... equipment worn or carried ... is similarly enlarged by the spell.
The spell causes you to go up one size category. Since there aren't pre-existing rules for a character changing size category, it then goes on to mention how to apply that to a character - doubling height and multiplying weight by eight. Then at the end of the spell is that note I quoted above: similarly enlarged in this case must mean simply that the equipment is increased one size category, not necessarily that its weight increases by a factor of eight. Looking about the Core Rulebook, there are pre-existing rules for increasing a weapon or a suit of armor by a size category, and they explicitly state that doing so doubles the weight of the equipment in question.
A strong implication, though not a solid "rule-as-written", is that creatures' weight capacities increase and decrease along the exact same scale, as you mentioned, doubling or halving as you go up and down categories. Thus a creature with a specific Strength and Dexterity can use and carry the same equipment as another creature with the same Strength and Dexterity, regardless of their respective sizes, so long as their equipment is also correctly sized.
Finally, equipment refers to items that can be equipped. Most non-weapon, non-armor items in the CRB do not have size-scaling rules because they are assumed not to scale to sizes. To pick a random example, the bathtub has a fixed cost, fixed weight, and permits a Medium creature to bathe in it specifically. While a GM could extrapolate a Large bathtub (and it would probably weigh twice as much), by RAW they don't exist - and, since they're not equipment, the enlarge person spell would not create one, even if a character were carrying a bathtub at the time they were enlarged. Typically, only items that can be wielded (not simply held) or are worn or otherwise attached to the body are equipment. Storages like backpacks and belt pouches should probably be considered equipment, since they're worn, but things in them like alchemist's fires, potions of cure light wounds, firewood, and waterskins should not. Multiplying an alchemist fire's weight by eight wouldn't create a Large alchemist's fire - it would actually BE eight alchemist's fires in one big bottle. (Exploiting that loophole, in the case that a GM did multiply gear's weight by eight, would be difficult for a PC to do safely, since enlarge person ceases to affect items fired or thrown or otherwise removed from the enlarged person's, er, person.)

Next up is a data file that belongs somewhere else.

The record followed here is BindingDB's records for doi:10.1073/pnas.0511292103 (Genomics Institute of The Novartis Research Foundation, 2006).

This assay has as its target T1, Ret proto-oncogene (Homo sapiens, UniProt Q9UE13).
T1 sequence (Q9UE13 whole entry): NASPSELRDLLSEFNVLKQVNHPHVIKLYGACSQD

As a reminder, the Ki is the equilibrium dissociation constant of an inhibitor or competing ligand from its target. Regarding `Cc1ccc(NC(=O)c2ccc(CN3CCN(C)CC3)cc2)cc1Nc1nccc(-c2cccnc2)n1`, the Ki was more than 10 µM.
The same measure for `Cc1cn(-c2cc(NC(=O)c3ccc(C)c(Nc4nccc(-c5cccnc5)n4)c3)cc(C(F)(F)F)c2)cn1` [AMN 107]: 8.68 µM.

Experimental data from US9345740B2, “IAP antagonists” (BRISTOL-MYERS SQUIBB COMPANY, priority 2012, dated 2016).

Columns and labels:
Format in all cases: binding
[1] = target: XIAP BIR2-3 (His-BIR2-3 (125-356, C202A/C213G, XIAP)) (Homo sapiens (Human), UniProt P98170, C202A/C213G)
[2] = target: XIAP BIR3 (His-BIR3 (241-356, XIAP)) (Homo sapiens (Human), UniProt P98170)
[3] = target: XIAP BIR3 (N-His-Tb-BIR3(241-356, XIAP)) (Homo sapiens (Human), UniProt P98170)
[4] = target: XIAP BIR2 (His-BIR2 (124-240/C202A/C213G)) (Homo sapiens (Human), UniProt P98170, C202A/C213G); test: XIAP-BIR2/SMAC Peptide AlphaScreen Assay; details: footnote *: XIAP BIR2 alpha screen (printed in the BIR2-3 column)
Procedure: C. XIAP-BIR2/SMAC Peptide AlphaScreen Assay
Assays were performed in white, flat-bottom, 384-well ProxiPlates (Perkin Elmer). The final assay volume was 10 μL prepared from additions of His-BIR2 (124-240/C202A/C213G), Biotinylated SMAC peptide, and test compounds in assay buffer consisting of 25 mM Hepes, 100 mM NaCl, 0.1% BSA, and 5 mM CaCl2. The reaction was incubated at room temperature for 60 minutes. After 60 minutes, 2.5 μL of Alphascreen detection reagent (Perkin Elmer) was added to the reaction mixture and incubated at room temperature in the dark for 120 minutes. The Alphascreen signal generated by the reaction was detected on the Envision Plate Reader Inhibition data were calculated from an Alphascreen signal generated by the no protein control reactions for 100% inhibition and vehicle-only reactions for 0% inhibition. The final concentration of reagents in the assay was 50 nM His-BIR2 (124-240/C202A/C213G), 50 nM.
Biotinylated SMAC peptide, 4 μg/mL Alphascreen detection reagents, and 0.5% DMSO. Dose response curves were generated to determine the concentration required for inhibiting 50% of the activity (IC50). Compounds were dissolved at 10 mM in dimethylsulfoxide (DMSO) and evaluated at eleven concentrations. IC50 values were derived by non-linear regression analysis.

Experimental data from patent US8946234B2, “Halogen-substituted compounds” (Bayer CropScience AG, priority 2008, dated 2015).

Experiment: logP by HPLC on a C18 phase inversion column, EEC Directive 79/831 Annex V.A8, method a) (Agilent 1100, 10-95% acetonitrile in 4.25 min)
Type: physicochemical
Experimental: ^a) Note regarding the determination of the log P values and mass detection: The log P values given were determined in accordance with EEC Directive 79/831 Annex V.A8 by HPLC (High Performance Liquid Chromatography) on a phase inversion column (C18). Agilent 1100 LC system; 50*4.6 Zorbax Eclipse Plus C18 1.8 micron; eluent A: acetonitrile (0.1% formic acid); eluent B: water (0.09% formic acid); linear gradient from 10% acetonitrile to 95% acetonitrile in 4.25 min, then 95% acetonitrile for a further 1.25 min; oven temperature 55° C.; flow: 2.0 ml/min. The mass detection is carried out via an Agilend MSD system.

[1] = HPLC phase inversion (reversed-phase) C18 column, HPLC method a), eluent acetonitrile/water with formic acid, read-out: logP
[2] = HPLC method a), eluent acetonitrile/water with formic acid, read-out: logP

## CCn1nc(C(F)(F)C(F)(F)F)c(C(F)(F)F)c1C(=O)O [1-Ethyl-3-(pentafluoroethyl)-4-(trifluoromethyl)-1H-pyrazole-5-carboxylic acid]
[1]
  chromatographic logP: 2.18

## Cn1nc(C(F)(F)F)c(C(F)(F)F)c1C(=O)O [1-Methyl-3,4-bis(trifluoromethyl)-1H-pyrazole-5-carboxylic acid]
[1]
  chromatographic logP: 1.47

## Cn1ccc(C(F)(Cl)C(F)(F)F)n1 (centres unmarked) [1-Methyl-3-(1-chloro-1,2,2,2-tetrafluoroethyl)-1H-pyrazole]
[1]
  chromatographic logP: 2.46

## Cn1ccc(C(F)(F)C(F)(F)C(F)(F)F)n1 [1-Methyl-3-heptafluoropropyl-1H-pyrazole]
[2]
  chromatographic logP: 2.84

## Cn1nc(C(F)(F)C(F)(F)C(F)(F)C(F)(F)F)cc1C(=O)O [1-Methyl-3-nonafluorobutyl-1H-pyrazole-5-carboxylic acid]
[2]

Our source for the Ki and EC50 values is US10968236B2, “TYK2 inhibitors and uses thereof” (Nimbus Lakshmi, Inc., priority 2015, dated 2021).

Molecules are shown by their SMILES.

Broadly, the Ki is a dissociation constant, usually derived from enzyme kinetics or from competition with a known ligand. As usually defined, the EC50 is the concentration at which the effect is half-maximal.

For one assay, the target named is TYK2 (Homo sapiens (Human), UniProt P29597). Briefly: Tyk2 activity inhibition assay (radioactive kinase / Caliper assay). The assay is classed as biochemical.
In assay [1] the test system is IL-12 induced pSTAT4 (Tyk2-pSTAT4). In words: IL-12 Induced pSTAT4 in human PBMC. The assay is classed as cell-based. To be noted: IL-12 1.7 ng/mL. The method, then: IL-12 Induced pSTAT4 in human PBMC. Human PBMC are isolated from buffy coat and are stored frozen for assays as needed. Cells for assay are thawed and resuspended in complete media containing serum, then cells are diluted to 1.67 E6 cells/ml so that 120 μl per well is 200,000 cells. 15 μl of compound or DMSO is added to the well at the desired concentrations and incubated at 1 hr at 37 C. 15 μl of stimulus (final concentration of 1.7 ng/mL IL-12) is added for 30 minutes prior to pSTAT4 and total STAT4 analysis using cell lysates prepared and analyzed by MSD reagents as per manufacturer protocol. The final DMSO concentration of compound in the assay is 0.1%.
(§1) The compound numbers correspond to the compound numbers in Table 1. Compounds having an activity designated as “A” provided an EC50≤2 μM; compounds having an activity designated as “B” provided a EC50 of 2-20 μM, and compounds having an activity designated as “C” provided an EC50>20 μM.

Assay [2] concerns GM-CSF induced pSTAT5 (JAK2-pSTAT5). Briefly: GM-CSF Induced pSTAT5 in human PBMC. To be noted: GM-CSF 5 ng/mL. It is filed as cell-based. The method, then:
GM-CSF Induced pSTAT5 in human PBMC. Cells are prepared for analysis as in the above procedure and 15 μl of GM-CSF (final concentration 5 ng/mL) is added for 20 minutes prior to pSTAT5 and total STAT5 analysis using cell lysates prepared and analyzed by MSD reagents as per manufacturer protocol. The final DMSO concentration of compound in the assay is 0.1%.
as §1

"Specific trumps general" probably doesn't apply to that line of enlarge person for the simple fact that similar doesn't mean identical and the wording was likely chosen to allow the spell to function as a "buff" without having to spell out yet another time in the same book that increasing equipment size is x2 weight, not x8 (rather than a "debuff" that immobilizes a creature under the weight of its own backpack). If the spell actually applied the exact same changes to the equipment that it did to the character, it would have to increase the items' Strength ratings, and decrease their Dexterity and AC ratings. Most of those operations are impossible (or else would result in paralyzed items with 2 Str), although your armor and shield would suffer an additional -1 to AC in addition to your new -1 size modifier, so a Wizard's AC might only decrease by two when enlarge person is cast upon them, but a "sword-and-board" Fighter would lose a total of four AC. Likewise, composite bows are crafted with Strength ratings... as your Strength increases from 18 (+4) to 20 (+5), your bow's Strength rating would decrease from +4 to +2, right?
**TL;DR: Similarly increased refers to the size increase, not the weight increase, and doesn't replace the existing rules for increasing the size of equipment. Non-equipment items don't change sizes. In most cases, you can carry more while enlarged, not less.